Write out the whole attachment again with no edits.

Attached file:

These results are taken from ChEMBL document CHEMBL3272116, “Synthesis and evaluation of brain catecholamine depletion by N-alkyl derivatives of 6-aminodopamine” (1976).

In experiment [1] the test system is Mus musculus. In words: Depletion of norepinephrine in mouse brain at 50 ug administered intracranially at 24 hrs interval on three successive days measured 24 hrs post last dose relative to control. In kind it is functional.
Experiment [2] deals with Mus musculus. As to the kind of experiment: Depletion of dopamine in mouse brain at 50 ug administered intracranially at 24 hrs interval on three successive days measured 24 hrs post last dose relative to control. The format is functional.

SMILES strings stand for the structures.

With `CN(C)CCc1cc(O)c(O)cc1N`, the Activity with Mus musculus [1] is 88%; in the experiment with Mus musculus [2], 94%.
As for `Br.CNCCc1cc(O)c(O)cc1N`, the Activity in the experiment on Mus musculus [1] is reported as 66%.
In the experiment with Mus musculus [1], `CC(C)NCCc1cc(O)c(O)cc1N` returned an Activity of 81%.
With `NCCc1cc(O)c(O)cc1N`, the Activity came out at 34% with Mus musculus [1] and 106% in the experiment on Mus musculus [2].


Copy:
These results are taken from ChEMBL document CHEMBL3272116, “Synthesis and evaluation of brain catecholamine depletion by N-alkyl derivatives of 6-aminodopamine” (1976).

In experiment [1] the test system is Mus musculus. In words: Depletion of norepinephrine in mouse brain at 50 ug administered intracranially at 24 hrs interval on three successive days measured 24 hrs post last dose relative to control. In kind it is functional.
Experiment [2] deals with Mus musculus. As to the kind of experiment: Depletion of dopamine in mouse brain at 50 ug administered intracranially at 24 hrs interval on three successive days measured 24 hrs post last dose relative to control. The format is functional.

SMILES strings stand for the structures.

With `CN(C)CCc1cc(O)c(O)cc1N`, the Activity with Mus musculus [1] is 88%; in the experiment with Mus musculus [2], 94%.
As for `Br.CNCCc1cc(O)c(O)cc1N`, the Activity in the experiment on Mus musculus [1] is reported as 66%.
In the experiment with Mus musculus [1], `CC(C)NCCc1cc(O)c(O)cc1N` returned an Activity of 81%.
With `NCCc1cc(O)c(O)cc1N`, the Activity came out at 34% with Mus musculus [1] and 106% in the experiment on Mus musculus [2].